Groenhout, Ruth E. "Essentialist Challenges to Liberal Feminism." Social Theory and Practice 28.1 (2002): 51+. Questia. 14 Nov. 2008 http://www.questia.com/PM.qst?a=o&d=5000804098.
Hayden, Dolores. The Grand Domestic Revolution: A History of Feminist Designs for American Homes, Neighborhoods, and Cities. Cambridge, MA: MIT Press, 1981. Questia. 14 Nov. 2008 http://www.questia.com/PM.qst?a=o&d=61730722.
Klatch R. Women Against Feminism. 14 Nov. 2008. http://coursesa.matrix.msu.edu/~hst203/readings/klatch.html
Marshall, S, and Orum a. "Opposition Then and Now: Countering Feminism in the Twentieth Century." In G. Moore and G. Spitze (eds.), Research in Politics and Society. Vol. 2, Greenwich, CT: JAI Press. 1986 www.questiaschool.com/PM.qst?a=o&d=5000366040
Mccloskey, Liz. "Feminist Homemaker Confesses: Taking the Irony out Housework." Commonweal 14 June 1996: 6+. Questia. 14 Nov. 2008 http://www.questia.com/PM.qst?a=o&d=5000366040.
Mitchell, Juliet. Woman's Estate. Harmondsworth: Penguin. 1971 www.questiaschool.com/PM.qst?a=o&d=65715535
Newman, Louise Michele. White Women's Rights: The Racial Origins of Feminism in the United States. New York: Oxford University Press, 1999. Questia. 14 Nov. 2008 http://www.questia.com/PM.qst?a=o&d=65715535.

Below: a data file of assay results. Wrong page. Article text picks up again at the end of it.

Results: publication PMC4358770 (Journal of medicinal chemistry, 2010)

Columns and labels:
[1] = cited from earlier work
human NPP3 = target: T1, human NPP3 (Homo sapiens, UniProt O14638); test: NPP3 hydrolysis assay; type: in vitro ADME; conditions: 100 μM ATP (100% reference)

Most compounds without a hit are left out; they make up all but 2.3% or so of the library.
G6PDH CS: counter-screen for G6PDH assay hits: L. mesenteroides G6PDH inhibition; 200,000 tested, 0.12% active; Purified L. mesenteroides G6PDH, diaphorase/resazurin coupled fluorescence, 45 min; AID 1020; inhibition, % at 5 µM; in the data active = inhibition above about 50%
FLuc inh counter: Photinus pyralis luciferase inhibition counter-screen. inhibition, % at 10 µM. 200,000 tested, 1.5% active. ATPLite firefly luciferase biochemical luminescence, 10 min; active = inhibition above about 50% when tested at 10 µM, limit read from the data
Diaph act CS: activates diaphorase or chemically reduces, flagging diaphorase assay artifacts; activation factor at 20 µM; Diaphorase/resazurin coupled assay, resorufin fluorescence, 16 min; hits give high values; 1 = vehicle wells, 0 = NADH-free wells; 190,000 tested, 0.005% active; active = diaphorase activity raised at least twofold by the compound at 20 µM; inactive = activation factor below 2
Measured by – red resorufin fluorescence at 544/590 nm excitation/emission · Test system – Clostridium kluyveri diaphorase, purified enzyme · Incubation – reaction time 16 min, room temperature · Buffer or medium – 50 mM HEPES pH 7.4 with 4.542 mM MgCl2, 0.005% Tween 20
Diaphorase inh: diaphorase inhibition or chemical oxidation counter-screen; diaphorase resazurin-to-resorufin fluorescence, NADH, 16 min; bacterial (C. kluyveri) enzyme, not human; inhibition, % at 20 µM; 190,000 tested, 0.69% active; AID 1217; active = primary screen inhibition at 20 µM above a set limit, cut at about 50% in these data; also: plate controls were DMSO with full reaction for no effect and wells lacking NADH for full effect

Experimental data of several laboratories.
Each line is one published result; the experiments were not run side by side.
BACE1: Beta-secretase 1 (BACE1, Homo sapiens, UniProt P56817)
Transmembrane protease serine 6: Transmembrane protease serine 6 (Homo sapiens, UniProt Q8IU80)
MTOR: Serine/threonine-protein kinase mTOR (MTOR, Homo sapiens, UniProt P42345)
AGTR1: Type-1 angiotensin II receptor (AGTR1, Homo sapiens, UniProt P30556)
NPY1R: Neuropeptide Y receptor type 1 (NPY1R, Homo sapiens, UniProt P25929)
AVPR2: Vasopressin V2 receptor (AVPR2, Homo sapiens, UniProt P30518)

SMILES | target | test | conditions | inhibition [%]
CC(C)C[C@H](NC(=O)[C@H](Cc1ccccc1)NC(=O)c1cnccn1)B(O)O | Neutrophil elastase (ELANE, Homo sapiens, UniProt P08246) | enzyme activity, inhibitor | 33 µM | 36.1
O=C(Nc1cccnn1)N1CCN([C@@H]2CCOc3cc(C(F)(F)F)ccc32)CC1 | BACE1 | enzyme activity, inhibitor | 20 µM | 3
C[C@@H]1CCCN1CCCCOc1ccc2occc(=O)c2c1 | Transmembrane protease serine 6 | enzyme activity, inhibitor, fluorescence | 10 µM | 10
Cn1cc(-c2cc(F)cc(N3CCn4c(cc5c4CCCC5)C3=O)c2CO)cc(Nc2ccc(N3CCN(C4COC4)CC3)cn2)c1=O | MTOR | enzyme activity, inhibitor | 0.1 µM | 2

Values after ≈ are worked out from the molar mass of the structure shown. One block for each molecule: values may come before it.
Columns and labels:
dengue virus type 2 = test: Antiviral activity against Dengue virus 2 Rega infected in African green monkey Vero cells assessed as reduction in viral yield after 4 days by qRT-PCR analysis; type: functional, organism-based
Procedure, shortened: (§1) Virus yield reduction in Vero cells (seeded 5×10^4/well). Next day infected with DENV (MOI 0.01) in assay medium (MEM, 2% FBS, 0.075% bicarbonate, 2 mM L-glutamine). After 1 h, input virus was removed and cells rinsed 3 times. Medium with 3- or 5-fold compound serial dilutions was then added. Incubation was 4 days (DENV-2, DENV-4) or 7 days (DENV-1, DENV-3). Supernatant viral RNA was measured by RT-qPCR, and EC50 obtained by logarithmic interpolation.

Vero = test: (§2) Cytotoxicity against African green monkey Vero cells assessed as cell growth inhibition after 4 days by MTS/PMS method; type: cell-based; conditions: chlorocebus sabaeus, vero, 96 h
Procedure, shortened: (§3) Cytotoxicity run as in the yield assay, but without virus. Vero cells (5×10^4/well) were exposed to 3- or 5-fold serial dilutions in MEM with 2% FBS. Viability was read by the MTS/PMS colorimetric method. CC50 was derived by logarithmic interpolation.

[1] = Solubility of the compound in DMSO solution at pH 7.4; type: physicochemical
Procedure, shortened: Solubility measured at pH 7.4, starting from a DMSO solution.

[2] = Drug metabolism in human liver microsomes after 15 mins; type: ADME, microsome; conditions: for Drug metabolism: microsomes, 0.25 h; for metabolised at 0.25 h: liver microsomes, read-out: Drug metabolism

Sowards, Stacey K., and Valerie R. Renegar. "The Rhetorical Functions of Consciousness-Raising in Third Wave Feminism." Communication Studies 55.4 (2004): 535+. Questia. 14 Nov. 2008 http://www.questia.com/PM.qst?a=o&d=5008460252.
Stacey, Judith. "Family Values Forever: IN the MARRIAGE MOVEMENT, CONSERVATIVES and CENTRISTS FIND a HOME TOGETHER." The Nation 9 July 2001: 26. Questia. 14 Nov. 2008 http://www.questia.com/PM.qst?a=o&d=5002403734.
Stacey, Judith. "The Smoke Screen of 'Family Values." Insight on the News 29 Nov. 1993: 27+. Questia. 14 Nov. 2008 http://www.questia.com/PM.qst?a=o&d=5000240705.
Steuter, Erin. "Women Against Feminism: an Examination of Feminist Social Movements and Anti-Feminist Countermovements." Canadian Review of Sociology and Anthropology 29.3 (1992): 288-306. Questia. 14 Nov. 2008 http://www.questia.com/PM.qst?a=o&d=95715573.
Tonn, Mari Boor. "Fighting Feminism: Exploring Triumphs and Obstacles in Feminist Politics and Scholarship." Women's Studies in Communication 27.3 (2004): 377+. Questia. 14 Nov. 2008 http://www.questia.com/PM.qst?a=o&d=5009563670.
Westmoreland K. INTERIOR REVOLUTIONS: DOING DOMESTICITY, ADVOCATING FEMINISM in CONTEMPORARY AMERICAN FICTION. 2006. 4 Nov. 2008. http://etd.lsu.edu/docs/available/etd-01/unrestricted/Westmoreland_dis.pdf
Why We Don't Care about Feminism Any More." The Evening Standard (London, England) 24 Jan. 2006: 20. Questia. 14 Nov. 2008 http://www.questia.com/PM.qst?a=o&d=5012487975.